They may be losing popularity in Gaza, but Hamas are a force to be reckoned with – even by Israel. Louisa Waugh reports.
Articles by Louisa Waugh
My time in Gaza has come to an end. I don’t know whether to laugh or cry, or both.
- April 22, 2009
My work here in Gaza is coming to an end, and soon I will be catapulted out of the Strip into the world beyond.
- April 15, 2009
Normality doesn't exist in Gaza - and the situation inside the world's largest prison is getting slowly worse.
- March 30, 2009
Israel's hatred of the Palestinians is poisoning its own people, who have been unnerved by recent testimonies from soldiers who have been in Gaza.
- March 26, 2009
Homeless Gazans have been left trying to salvage something from the lives they used to have before the Israeli military invaded, and changed their lives forever.
- March 20, 2009
From Code Pink to George Galloway, they're all popping in - but is it just self-serving political propaganda?
- March 16, 2009
A visit to Gaza City's only Turkish bath-house offers the chance to switch off from reality, just for a while.
- February 24, 2009
The State of Israel is claiming that two-thirds of Palestinians killed in Gaza were members of terror organizations. Louisa Waugh begs to differ.
- February 18, 2009
Local Palestinians are being tormented day and night by air strikes and drones.
- February 16, 2009
A few days ago rumours of more Israeli air strikes began to cause panic across Gaza.
- February 9, 2009
It was the hacks who got here first: even before Israel announced its ‘unilateral’ ceasefire in the Gaza Strip on 18 January, they were queuing up at the Egyptian border post in Rafah, waiting to cross over into Gaza and file their war stories.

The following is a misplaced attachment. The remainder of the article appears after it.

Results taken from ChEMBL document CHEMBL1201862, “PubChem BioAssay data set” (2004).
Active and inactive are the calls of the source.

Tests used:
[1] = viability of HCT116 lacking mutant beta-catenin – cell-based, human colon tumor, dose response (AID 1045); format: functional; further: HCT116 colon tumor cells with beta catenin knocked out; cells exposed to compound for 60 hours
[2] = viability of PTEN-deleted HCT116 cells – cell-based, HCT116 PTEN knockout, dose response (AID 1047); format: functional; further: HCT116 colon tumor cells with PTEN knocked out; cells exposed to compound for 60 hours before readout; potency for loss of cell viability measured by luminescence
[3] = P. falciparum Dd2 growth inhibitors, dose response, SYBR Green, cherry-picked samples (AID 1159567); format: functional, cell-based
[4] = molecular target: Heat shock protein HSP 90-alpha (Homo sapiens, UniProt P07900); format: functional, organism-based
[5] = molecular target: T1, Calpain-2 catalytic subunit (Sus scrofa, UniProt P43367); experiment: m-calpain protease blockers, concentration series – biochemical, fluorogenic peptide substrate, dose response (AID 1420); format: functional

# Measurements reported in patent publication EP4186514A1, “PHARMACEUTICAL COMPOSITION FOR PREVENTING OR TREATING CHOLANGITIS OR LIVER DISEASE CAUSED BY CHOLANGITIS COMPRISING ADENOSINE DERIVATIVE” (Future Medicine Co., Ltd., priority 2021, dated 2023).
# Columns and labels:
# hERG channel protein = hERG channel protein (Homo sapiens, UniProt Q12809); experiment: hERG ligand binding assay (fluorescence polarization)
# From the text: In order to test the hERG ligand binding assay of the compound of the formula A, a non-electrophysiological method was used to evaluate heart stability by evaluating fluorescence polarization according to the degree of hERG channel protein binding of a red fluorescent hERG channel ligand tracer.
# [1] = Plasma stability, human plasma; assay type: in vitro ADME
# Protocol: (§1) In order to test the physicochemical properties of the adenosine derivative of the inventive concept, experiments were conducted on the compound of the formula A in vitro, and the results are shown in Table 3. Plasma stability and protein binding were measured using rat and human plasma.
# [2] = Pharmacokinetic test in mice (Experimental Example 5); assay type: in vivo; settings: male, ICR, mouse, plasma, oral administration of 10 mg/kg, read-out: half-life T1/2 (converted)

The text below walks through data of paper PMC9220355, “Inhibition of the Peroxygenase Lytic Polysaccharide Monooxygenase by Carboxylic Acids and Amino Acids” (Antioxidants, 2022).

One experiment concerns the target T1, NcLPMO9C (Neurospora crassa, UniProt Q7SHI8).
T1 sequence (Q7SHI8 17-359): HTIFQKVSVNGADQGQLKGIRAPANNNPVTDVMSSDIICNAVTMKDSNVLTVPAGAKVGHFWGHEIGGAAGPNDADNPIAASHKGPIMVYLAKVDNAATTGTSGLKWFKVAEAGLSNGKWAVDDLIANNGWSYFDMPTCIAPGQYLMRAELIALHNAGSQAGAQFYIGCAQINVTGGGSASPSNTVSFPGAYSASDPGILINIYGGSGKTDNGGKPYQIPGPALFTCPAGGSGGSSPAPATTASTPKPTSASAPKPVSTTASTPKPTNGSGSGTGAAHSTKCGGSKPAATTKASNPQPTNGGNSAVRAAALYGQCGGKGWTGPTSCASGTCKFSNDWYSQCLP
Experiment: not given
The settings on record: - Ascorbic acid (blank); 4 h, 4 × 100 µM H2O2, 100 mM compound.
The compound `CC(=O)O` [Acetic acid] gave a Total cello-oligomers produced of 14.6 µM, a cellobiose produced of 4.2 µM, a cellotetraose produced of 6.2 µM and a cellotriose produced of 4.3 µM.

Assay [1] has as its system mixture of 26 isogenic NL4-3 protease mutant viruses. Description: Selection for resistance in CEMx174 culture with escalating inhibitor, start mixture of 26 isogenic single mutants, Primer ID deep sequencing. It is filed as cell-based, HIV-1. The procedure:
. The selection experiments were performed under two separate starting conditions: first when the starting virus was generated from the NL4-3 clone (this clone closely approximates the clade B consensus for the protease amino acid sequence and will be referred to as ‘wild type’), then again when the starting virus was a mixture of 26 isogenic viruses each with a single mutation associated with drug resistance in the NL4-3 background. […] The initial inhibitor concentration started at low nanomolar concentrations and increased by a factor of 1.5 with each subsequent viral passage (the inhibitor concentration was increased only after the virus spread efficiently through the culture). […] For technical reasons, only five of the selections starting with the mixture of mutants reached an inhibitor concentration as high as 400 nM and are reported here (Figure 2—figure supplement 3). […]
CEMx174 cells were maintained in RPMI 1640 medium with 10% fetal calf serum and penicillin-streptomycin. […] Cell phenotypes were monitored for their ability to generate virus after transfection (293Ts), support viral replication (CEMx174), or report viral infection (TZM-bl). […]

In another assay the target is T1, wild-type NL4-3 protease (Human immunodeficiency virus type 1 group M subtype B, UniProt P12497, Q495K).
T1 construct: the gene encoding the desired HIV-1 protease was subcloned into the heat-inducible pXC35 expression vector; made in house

- February 3, 2009
People in the Gaza Strip are desperate for the ceasefire to continue - they have seen enough blood spilt.
- January 26, 2009
Medical personnel like Mohammed are still doggedly trying to treat those with the worst injuries and digging out partly decomposed bodies from the rubble of Gaza.
- January 22, 2009
'We have lost everything... But tell them, tell the world, we do not want food or money - we just want our life back, and we want our freedom.'
- January 19, 2009
Gazans are fleeing for their lives, but there is no escape from the shelling
- January 15, 2009
Every time I speak to them, my friends in Gaza tell me how scared they are
- January 12, 2009
'This is not like the previous invasions - this time they mean to kill us. There is no escape.'
- January 9, 2009
Although Gazan Christians remain tentative about their future, they say are not living in fear.
- December 22, 2008
Israel may have 'partially reopened' the Erez border crossing, but 95 per cent of Palestinians are still imprisoned inside the Strip.
- December 10, 2008